Museum News

Netflix Partners With National Museum of African American History and Culture on Inaugural Smithsonian African American Film Festival

Netflix Will Screen New Documentary “QUINCY,” Directed by Rashida Jones and Alan Hicks

September 18, 2018

The Smithsonian’s National Museum of African American History and Culture has announced that Netflix will be a partner for the inaugural Smithsonian African American Film Festival this October. Netflix, a global leader in the film industry, is supporting this first-of-its-kind film festival, where cinema, history and culture come together to celebrate African American visual culture and film. As part of the film festival partnership, Netflix will screen their upcoming documentary QUINCY followed by a conversation with Quincy Jones.

QUINCY is an intimate look at the life and work of music icon Quincy Jones. Jones is a Rock & Roll Hall of Fame-inducted record and film producer who has garnered numerous Grammys and Academy Award nominations. Directed by his daughter Rashida Jones and Alan Hicks, the documentary weaves never-before-seen archival footage and interviews to give a fresh look at the life and 70-year career of one of the world’s most influential musicians, producers and artists. Rashida Jones is an American actress and director. Alan Hicks is an award-winning screenwriter and film director.  

“The museum is pleased to collaborate with Netflix in order to explore important moments in the history of America through the African American lens,” said Lonnie G. Bunch III, founding director of the museum. “We are pleased this original production by Netflix is a film that honors Quincy Jones whose creativity and commitment to racial justice are an example of the best of America.”

“Netflix congratulates the Smithsonian’s National Museum of African American History and Culture on their inaugural film festival,” said Lisa Nishimura, vice president of Original Documentaries at Netflix. “We are thrilled to be partnering with the museum and to be bringing QUINCY to Washington. Through his unparalleled body of creative work, Quincy Jones has transcended racial and cultural boundaries and to have him and his story told at the museum are an honor.”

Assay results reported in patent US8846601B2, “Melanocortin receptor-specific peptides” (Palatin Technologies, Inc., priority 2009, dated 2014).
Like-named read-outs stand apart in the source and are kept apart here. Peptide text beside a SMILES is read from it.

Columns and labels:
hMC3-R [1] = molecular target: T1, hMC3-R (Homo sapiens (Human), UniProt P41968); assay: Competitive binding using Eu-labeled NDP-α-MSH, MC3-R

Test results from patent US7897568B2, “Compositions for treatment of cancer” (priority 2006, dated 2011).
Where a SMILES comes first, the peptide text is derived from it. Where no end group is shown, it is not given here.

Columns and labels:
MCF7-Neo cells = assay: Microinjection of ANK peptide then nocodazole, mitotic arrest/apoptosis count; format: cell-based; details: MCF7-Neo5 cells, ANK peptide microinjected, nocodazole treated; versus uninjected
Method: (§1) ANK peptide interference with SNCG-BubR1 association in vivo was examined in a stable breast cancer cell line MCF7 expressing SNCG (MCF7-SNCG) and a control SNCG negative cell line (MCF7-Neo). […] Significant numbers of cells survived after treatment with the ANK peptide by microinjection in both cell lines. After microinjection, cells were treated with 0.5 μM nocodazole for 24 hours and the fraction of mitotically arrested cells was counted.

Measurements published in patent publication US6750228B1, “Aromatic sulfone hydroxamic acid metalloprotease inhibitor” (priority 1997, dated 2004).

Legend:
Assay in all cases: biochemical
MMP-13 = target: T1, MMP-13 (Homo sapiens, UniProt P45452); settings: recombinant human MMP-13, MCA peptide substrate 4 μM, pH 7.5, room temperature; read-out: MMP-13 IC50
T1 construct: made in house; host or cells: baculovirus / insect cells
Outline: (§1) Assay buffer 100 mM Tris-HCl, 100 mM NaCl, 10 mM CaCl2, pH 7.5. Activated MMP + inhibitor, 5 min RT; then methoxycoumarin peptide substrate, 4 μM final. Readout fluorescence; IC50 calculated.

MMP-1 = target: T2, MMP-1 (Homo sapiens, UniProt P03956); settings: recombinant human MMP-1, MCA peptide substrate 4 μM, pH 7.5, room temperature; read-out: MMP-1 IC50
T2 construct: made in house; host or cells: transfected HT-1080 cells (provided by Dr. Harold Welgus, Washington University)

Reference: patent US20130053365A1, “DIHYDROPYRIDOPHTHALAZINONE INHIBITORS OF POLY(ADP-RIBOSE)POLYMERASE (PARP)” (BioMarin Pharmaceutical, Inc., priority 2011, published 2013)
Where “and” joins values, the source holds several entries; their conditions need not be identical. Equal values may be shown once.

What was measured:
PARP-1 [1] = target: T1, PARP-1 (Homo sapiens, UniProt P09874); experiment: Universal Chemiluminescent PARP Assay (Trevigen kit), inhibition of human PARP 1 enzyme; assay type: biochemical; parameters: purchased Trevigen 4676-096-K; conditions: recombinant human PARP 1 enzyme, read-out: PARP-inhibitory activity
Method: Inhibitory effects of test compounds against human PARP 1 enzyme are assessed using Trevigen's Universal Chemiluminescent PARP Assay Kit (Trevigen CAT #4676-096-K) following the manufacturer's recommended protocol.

The film festival will expand the understanding of African American cinema by highlighting works that explore the past, the present and the future. Netflix's partnership on the film festival aids the museum’s larger mission to go beyond the building’s walls to bring the experience of the National Museum of African American History and Culture to people around the globe.

Taking place Oct. 24–27, the Smithsonian African American Film Festival will offer works by emerging and veteran filmmakers, alongside other historic and lesser-known films that explore and celebrate African American life. The four-day festival is the first of its kind and will feature a juried film competition, film screenings from the museum’s storied collection and national film premieres. 

For more information on the films and to purchase tickets, updates on activities and public events, the public may visit the website https://aafilmfest.si.edu. Media can also sign up for updates via this link and join the conversation using #AAFilmFest. Download images here

The Smithsonian African American Film Festival is generously supported by Toyota, Netflix, Earl W. and Amanda Stafford and AARP.

About the Earl W. and Amanda Stafford Center for African American Media Arts
The Earl W. and Amanda Stafford Center for African American Media Arts (CAAMA) showcases the National Museum of African American History and Culture’s dynamic image collection through changing exhibitions of still and moving images, publications and public programs. The CAAMA resource center and digital archive foster and support scholarship on the role, meaning and influence of images by and about African Americans and other people of African descent.

About the National Museum of African American History and Culture
Since opening Sept. 24, 2016, the National Museum of African American History and Culture has welcomed nearly 4.5 million visitors. Occupying a prominent location next to the Washington Monument on the National Mall in Washington, D.C., the nearly 400,000-square-foot museum is the nation’s largest and most comprehensive cultural destination devoted exclusively to exploring, documenting and showcasing the African American story and its impact on American and world history. For more information about the museum, visit nmaahc.si.edu, follow @NMAAHC on Twitter, Facebook, Instagram and Snapchat—or call Smithsonian information at (202) 633-1000.

About Netflix
Netflix is the world’s leading internet entertainment service with 130 million memberships in over 190 countries enjoying TV series, documentaries and feature films across a wide variety of genres and languages. Members can watch as much as they want, anytime, anywhere, on any internet-connected screen. Members can play, pause and resume watching, all without commercials or commitments.
# # #
Media Contact(s): 

Jermaine House (Smithsonian)  (202) 633-9495; housej@si.edu

Kevin Stuckey     (Netflix)           (213) 392-0244; kstuckey@netflix.com           

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About the Museum

The National Museum of African American History and Culture will be a place where all Americans can learn about the richness and diversity of the African American experience, what it means to their lives and how it helped us shape this nation. A place that transcends the boundaries of race and culture that divide us, and becomes a lens into a story that unites us all.